Tokyo Trip 2016 Part 3 - Jiyugaoka and More

I wrote part 1 and part 2 last year and felt obligated to complete the whole list. So here it is!

Jiyugaoka is a neighborhood in southern Meguro, Tokyo. Actually, Jiyugaoka is not just for fabric shopping, around the Jiyugaoka Station the tiny streets are filled with chic boutiques and zakka stores, cafes and restaurants that make the neighborhood a great destination for all tourists. I like the relaxed, petite bourgeoisie atmosphere of Jiyugaoka, less crowed than the in city centres but not lack of commercial developments. I visited four fabric stores in Jiyugaoka, all boutique style. So, if you are visiting Jiyugaoka, do not just focus on the fabric stores! Enjoy also other shops and cafes. Otherwise you will be disappointed because the shops are just too small comparing with Swany or Tomato.

Not far away from the station there is a lovely shop call Hobbyra Hobbyre. It is a chain store that has over 40 branches nationwide, some are located inside department stores. Their flagship products are Liberty fabrics printed in Japan, with also great selections of yarn crafts and embroidery supplies. If you like sweetie cutie refined and delicate handmade goodies, definitely visit one or two Hobbyra Hobbyre. They sell beautiful embroidery kits for wall hangings, bags, placemats and more. They also have Liberty fabric kits for dressmaking and quilts. I simply couldn’t resist the tana lawn, and brought a bundle of precuts home.

One of my current quilting-in-progress project is an Arkansas Crossroads quilt pieced with these Japanese tana lawn and those I got in the UK back in 2014. It reminds me of my joyful memories in the UK and Japan, with my sweet sister.

A bit further south from the station there is a home decor store, DDintex, that also sells Liberty prints as well as other European fabrics. They also carry their own in-house linens and sell ready-to-use home furnishing products and accessories.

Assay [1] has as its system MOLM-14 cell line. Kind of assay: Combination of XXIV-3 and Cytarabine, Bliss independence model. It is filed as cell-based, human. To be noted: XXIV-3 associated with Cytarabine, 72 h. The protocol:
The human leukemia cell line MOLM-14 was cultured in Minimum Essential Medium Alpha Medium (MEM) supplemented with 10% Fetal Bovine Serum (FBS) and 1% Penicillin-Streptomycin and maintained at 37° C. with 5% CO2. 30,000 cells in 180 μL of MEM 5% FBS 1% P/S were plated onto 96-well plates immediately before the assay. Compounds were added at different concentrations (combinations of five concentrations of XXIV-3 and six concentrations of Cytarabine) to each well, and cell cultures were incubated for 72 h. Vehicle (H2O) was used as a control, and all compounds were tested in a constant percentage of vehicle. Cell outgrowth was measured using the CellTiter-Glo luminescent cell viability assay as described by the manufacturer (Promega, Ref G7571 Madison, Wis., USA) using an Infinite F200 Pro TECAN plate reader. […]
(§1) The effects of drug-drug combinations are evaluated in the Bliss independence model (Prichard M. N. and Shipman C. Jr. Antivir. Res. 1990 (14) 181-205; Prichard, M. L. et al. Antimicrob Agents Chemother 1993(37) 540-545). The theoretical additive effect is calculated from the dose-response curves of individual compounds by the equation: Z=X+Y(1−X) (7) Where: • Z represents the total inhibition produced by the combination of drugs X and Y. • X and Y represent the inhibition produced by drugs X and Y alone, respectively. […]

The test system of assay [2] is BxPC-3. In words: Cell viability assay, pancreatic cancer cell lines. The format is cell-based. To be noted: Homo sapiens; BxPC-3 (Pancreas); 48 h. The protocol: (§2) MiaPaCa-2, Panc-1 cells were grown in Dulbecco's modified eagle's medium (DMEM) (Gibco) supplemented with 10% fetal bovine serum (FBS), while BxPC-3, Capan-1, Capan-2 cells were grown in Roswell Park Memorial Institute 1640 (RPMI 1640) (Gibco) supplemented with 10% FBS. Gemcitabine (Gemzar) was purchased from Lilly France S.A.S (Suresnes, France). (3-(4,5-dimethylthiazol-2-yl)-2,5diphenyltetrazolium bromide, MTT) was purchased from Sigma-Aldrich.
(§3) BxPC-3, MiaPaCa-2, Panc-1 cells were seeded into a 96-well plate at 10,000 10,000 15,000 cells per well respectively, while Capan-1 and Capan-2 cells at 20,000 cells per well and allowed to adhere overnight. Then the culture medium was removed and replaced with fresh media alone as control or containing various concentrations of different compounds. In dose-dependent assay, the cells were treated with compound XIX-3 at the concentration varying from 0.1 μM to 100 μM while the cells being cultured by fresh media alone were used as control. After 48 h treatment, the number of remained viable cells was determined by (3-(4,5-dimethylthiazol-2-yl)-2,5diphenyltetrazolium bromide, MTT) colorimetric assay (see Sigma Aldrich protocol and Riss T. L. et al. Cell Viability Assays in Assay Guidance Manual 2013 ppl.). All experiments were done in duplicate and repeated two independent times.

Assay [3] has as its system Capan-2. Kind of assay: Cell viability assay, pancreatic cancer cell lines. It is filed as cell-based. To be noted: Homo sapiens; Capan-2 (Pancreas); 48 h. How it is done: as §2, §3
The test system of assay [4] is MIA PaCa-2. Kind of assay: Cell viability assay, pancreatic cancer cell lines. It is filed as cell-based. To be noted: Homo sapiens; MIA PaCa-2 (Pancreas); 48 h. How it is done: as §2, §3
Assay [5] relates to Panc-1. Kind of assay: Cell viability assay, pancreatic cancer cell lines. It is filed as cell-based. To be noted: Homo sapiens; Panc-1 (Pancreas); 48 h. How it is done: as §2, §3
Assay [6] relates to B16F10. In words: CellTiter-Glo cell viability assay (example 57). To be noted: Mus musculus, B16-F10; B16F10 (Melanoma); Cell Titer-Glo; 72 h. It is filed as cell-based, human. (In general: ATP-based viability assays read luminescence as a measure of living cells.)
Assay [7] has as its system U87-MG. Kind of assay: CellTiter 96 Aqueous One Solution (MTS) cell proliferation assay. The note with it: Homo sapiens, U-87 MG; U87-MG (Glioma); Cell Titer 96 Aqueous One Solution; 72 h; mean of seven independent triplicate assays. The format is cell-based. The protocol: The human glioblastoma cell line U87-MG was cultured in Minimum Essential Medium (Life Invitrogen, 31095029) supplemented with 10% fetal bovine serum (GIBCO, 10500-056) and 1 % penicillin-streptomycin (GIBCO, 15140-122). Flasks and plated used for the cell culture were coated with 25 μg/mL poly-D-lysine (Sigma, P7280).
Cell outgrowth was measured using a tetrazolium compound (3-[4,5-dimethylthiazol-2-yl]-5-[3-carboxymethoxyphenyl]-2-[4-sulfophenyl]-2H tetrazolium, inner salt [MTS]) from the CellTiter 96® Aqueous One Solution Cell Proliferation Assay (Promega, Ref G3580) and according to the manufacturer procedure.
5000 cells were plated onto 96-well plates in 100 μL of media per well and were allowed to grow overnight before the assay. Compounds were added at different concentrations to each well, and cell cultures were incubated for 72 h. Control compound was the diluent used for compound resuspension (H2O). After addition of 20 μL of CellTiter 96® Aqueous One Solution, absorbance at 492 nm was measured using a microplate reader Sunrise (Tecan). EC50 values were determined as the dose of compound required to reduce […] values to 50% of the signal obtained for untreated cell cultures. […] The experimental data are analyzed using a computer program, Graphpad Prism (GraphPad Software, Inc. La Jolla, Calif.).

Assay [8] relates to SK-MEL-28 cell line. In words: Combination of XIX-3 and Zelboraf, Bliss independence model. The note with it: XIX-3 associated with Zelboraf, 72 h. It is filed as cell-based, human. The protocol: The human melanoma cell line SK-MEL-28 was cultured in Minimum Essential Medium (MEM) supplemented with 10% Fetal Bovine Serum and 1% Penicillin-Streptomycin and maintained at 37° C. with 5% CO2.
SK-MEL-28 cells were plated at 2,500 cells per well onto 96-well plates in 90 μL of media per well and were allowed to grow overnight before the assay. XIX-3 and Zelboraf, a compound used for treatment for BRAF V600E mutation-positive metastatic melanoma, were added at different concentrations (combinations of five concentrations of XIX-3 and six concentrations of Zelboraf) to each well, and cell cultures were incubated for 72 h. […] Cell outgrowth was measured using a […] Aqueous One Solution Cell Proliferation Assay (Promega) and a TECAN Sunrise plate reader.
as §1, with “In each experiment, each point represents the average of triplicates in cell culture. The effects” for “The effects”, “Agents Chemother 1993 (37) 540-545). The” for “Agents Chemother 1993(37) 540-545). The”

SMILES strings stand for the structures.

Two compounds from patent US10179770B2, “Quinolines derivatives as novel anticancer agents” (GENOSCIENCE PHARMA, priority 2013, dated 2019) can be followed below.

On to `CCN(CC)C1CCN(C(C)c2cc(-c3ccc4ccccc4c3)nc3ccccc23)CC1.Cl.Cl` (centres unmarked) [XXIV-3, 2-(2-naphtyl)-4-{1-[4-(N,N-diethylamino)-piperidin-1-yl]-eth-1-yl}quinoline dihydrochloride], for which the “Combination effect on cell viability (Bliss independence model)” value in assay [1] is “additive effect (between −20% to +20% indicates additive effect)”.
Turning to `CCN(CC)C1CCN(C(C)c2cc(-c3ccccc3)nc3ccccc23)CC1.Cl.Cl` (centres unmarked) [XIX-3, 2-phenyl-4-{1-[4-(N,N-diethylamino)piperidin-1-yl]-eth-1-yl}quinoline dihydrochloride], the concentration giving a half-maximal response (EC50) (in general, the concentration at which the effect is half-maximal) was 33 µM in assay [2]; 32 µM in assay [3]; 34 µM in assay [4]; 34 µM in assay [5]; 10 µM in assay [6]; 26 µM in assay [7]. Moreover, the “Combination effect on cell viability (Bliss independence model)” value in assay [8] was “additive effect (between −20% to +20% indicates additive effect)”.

Just to the east side of the station there is a lovely quilt shop called Nu: Hand Works. It is a bit hard to find that the store is on the third floor of a supermarket building! I almost missed it. The store has a nice selection of canvas, strips and ginghams, as well as quilting cotton from the US and Europe. Their notions and bag-making accessories are pretty decent, too.

If you walk about 20 minutes north from the station to the Meguro Dori street, on the south side there is a lovely little fabric store call FIQ (Fabric in Ideal Quality) that focuses on bold and beautiful Scandinavian inspired fabrics, with prices tend to be on the expensive side. I LOVE their medium weight cottons and linens!

Other places

1. Shinjuku

 Love these Japanese basting cotton!

Love these Japanese basting cotton!

In Shinjuku, sewing-wise there are two places worth visiting: Okadaya and Books Kinokuniya. This was the second time I visited Okadaya and I was not disappointed. On the fabric building, my favourites are the medium weight cotton/linen-cotton prints displayed on the ground floor. The bottom line is: if you don’t have a chance to visit the Nipori Fabric Town or Swany, Okadaya is definitely the place to visit. It’s very close the the Shinjuku Station, the one that you will be most likely pass by… so no excuse.

Since you are already in Shinjuku, why not also pay a visit to Books Kinokuniya! They have the main store just outside the Shinjuku-san-chimo Station (not Shinjuku Station, but Shinjuku-san-chimo Station). Look how much craft books they have in stock on the sixth floor!

 

2. Kichijoji

There is also a Hobbyra Hobbyre in Kichijoji, but the most famous place there is Yuyawaya, the giant equivalent of Fabricland in Canada, or Jo-Ann in the USA! There are several Yuyawaya shops in Tokyo, and the one in Kichijoji is quite famous that many craft lovers mentioned this particular location (I don’t’ know why). 

3. Nishi-Ogikubo

The Nishi-Ogikubo Station is just east of the Kichijoji Station (Chuo Main Line). I went there specifically for a lovely quilt shop called “Sweet Flap”. I love the quilts designed by the owner, Naoko Sunagawa. Her place is about 450m south of the Nishi-Ogikubo Station. It’s a nice walk wondering around the cute shops in the district, too!

It's just so much fun staying in Tokyo for two weeks.

The gorgeous cherry blossoms and yummy noodles are so much to be missed. Besides sightseeing and food tasting, the fabric shopping experience is simply amazing and most unforgettable! I want to go back, again and again!